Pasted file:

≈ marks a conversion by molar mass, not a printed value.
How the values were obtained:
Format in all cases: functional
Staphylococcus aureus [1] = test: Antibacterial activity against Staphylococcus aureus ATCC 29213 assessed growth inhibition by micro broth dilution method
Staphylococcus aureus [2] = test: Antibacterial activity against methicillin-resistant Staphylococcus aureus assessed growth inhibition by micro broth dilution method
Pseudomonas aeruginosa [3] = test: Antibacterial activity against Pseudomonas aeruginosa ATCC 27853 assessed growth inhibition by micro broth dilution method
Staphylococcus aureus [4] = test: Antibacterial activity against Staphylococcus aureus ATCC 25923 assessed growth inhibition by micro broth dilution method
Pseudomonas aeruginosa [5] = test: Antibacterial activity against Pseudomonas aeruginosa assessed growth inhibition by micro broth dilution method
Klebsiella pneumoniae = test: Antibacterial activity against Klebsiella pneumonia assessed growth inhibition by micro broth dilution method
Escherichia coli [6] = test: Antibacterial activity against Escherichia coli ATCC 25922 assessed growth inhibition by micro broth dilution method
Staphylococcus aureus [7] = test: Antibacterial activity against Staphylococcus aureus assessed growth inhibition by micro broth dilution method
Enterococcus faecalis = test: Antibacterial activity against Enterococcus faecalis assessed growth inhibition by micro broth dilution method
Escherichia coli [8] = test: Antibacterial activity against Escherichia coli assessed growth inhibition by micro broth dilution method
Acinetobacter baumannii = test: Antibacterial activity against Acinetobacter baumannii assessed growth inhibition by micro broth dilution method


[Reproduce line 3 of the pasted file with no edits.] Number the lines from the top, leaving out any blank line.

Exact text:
Format in all cases: functional